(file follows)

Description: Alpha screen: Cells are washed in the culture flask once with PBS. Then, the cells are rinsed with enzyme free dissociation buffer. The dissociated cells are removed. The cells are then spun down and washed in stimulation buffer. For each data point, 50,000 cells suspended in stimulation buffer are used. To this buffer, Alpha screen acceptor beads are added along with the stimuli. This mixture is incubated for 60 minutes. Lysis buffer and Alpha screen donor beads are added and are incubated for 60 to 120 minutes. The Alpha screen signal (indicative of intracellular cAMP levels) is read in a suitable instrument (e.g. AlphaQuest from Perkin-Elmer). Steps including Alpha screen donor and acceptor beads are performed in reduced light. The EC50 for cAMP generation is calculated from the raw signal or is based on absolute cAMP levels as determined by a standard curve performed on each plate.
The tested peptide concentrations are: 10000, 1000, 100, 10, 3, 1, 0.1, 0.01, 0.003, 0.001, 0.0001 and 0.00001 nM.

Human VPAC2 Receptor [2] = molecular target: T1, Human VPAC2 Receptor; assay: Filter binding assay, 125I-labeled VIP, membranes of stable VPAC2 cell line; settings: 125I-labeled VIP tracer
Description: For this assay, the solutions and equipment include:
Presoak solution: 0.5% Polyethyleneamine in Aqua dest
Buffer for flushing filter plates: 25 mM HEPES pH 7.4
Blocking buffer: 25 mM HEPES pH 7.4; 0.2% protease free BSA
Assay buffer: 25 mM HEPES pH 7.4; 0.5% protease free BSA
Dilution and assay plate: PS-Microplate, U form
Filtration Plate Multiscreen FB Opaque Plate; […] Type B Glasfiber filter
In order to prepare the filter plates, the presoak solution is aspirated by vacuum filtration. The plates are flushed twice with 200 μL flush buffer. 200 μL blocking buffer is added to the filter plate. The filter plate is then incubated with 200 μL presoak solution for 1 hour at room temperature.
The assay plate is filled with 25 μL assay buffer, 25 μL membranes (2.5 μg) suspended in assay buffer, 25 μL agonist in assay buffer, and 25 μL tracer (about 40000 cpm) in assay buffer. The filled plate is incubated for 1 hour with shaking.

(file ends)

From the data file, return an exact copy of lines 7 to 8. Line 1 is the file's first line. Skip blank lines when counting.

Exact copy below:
Blocking buffer: 25 mM HEPES pH 7.4; 0.2% protease free BSA
Assay buffer: 25 mM HEPES pH 7.4; 0.5% protease free BSA